There were musical interludes, including performances by Irvin Mayfield as part of a lecture on his recent book, A Love Letter to New Orleans, and a musical piece commissioned by the festival from UNO music professor Victor Atkins. The performance Friday night of the work was unfortunately cancelled due to Atkins being delayed by a fender-bender.
Joining Cruz, Hijueles and Valadares as celebrity guests was notoriously funny humorist Roy Blount, Jr., who kept a luncheon room in stitches. A dozen major agents and editors helped staff the panels and gave manuscript consultations to individual writers, always a major component of the Words & Music Festival.
Local authors were also well represented. James Nolan opened the festival with a discussion and reading of his comic noir, post-Katrina novel Higher Ground, which festival organizer Rosemary James of Faulkner House books compared to A Confederacy of Dunces (based on Nolan’s reading from the first chapter, that comparison is no stretch).
Julie Smith appeared both as author and founder of a new e-book press and joined George Rodrigue on a panel about illustrated children’s books. Featured panelists from both coasts were joined by a who’s who of local writers: John Biguenet; Randy Fertel; Roger Kamentz; Moira Crone; photographer Josephine Sacabo; Robert Olin Butler; Elise Blackwell; New Orleans newcomer George Bishop, who made his literary debut recently with an acclaimed novel Letter to my Daughter; and Louisiana political blogger and humorist Lee Papa, better known as The Rude Pundit.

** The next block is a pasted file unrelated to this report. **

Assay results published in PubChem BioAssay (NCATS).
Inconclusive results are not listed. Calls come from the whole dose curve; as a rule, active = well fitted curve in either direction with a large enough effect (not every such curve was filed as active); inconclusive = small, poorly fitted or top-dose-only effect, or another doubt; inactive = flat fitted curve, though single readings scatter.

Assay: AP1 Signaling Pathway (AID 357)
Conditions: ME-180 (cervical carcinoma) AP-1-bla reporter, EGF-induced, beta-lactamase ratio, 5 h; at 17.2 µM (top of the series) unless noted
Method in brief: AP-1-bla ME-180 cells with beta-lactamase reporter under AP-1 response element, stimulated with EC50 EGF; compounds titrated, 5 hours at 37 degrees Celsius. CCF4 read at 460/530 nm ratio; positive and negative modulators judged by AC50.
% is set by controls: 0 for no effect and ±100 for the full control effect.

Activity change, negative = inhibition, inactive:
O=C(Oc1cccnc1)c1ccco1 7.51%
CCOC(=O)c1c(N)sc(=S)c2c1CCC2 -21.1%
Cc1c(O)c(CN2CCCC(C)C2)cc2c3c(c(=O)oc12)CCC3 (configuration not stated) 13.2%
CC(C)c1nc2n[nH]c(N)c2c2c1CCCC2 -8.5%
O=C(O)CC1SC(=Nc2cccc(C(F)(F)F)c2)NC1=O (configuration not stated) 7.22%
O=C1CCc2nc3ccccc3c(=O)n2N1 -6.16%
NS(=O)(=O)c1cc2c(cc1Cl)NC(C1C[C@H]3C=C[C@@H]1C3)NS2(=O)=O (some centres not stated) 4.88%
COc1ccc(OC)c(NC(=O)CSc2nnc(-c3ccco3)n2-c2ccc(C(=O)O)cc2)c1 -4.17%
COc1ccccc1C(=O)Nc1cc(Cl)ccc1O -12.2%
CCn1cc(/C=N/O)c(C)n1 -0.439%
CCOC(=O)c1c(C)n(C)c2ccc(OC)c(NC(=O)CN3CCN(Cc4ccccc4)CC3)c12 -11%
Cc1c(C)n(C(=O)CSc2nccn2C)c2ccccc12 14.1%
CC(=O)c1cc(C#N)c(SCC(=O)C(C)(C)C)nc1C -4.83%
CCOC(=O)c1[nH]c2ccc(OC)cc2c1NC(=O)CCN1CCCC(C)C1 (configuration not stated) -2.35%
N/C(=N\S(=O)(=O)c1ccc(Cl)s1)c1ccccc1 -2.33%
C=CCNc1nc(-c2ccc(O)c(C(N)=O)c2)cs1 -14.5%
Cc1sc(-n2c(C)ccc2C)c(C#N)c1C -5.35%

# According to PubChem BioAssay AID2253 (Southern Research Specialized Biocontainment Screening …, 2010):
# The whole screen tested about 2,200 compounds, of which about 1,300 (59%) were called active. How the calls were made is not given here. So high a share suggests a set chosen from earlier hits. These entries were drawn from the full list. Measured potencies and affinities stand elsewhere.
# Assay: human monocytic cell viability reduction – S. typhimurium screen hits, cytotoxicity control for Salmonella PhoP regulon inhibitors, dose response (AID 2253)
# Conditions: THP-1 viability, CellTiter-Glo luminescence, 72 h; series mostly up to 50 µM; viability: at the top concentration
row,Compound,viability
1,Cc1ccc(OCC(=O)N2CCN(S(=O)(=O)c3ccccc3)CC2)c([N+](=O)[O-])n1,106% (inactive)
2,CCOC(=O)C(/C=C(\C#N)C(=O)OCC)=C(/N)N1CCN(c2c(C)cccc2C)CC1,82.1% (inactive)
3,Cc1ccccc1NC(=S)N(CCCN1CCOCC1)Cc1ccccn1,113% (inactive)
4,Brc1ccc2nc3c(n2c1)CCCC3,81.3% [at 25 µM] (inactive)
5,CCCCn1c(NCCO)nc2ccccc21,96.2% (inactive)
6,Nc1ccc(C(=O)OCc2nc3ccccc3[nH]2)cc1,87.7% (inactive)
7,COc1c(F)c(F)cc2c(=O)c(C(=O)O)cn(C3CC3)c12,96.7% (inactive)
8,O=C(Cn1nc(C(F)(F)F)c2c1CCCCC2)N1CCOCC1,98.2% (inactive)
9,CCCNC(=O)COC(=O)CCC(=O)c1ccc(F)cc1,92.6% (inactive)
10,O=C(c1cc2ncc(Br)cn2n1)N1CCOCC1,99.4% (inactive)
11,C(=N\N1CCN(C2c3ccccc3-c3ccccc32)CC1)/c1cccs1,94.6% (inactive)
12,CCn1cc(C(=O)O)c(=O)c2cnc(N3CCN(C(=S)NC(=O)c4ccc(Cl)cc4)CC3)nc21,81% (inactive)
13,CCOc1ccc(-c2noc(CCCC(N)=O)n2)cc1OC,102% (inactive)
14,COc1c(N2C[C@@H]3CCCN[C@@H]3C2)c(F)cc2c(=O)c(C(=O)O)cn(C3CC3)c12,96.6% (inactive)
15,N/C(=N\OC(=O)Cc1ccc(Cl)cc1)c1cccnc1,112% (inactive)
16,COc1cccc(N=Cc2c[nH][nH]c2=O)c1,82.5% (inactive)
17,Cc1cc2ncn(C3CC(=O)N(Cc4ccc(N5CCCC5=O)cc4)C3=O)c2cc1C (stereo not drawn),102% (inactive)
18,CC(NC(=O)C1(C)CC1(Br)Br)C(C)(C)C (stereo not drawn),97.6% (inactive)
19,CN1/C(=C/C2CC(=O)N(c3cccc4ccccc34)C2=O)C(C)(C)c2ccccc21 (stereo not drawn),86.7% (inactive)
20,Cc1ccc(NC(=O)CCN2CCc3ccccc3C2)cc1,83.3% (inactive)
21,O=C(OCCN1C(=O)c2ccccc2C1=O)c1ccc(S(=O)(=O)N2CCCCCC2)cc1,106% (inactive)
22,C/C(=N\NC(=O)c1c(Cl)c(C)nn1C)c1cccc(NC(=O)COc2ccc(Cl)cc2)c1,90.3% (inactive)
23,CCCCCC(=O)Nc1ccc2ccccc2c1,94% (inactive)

There were readings throughout the festival, featuring winners of the annual Faulkner-Wisdom competition, including NOCCA student and Metairie resident Ruth Marie Landry, poetry winner and Tulane student M’Bilia Meekers, local Terri Stor for short story, novel-in-progress winner M.O. Walsh of Baton Rouge and novella winner and NOLA native Chris Waddington. Winner for novel was Peter Selgin of New York, and the winner for essay was Jacob Appel, who adds this prize to many others, as well as publication in more than 200 literary journals.
The festival-affiliated Words & Music Writers Alliance held a reading on Wednesday hosted by poet and LSU creative writing teacher Lauren Mullen, with local poet Brad Richard and prize-winning poet and writing coast Rosemary Daniell, featuring festival short story winner Stor along with Tad Bartlett, Maurice Ruffin, J. Ed Marston and festival poetry winner M’Bilia Meekers.
Winners of the festival ALIHOT (A Legend In His/Her Own Time) awards included Hijuelos (Literature), Cruz (Dram), Valladares (For Social Justice Advocacy), Fertel (Narrative Non-Fiction) and Justin Torres for his first novel We The Animals.
For detailed Dispatches from the Back on several of the panels, visit contributor Mark Folse’s blog ToulouseStreet.net.